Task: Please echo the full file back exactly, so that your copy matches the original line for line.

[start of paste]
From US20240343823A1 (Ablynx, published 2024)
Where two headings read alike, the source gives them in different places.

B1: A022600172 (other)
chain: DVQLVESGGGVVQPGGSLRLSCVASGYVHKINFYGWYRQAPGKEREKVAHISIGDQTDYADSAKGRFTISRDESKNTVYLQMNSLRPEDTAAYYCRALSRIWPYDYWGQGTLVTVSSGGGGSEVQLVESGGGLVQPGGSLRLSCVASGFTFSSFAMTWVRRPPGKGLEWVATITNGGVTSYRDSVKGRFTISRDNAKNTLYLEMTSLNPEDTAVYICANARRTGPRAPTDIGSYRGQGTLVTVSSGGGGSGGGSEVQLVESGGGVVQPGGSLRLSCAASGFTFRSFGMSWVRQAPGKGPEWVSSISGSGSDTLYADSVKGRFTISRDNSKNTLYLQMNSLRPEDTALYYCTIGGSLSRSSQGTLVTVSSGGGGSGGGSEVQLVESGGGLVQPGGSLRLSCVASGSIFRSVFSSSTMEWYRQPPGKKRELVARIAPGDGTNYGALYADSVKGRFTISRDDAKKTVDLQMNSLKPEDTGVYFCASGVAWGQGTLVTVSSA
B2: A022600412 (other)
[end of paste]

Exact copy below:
From US20240343823A1 (Ablynx, published 2024)
Where two headings read alike, the source gives them in different places.

B1: A022600172 (other)
chain: DVQLVESGGGVVQPGGSLRLSCVASGYVHKINFYGWYRQAPGKEREKVAHISIGDQTDYADSAKGRFTISRDESKNTVYLQMNSLRPEDTAAYYCRALSRIWPYDYWGQGTLVTVSSGGGGSEVQLVESGGGLVQPGGSLRLSCVASGFTFSSFAMTWVRRPPGKGLEWVATITNGGVTSYRDSVKGRFTISRDNAKNTLYLEMTSLNPEDTAVYICANARRTGPRAPTDIGSYRGQGTLVTVSSGGGGSGGGSEVQLVESGGGVVQPGGSLRLSCAASGFTFRSFGMSWVRQAPGKGPEWVSSISGSGSDTLYADSVKGRFTISRDNSKNTLYLQMNSLRPEDTALYYCTIGGSLSRSSQGTLVTVSSGGGGSGGGSEVQLVESGGGLVQPGGSLRLSCVASGSIFRSVFSSSTMEWYRQPPGKKRELVARIAPGDGTNYGALYADSVKGRFTISRDDAKKTVDLQMNSLKPEDTGVYFCASGVAWGQGTLVTVSSA
B2: A022600412 (other)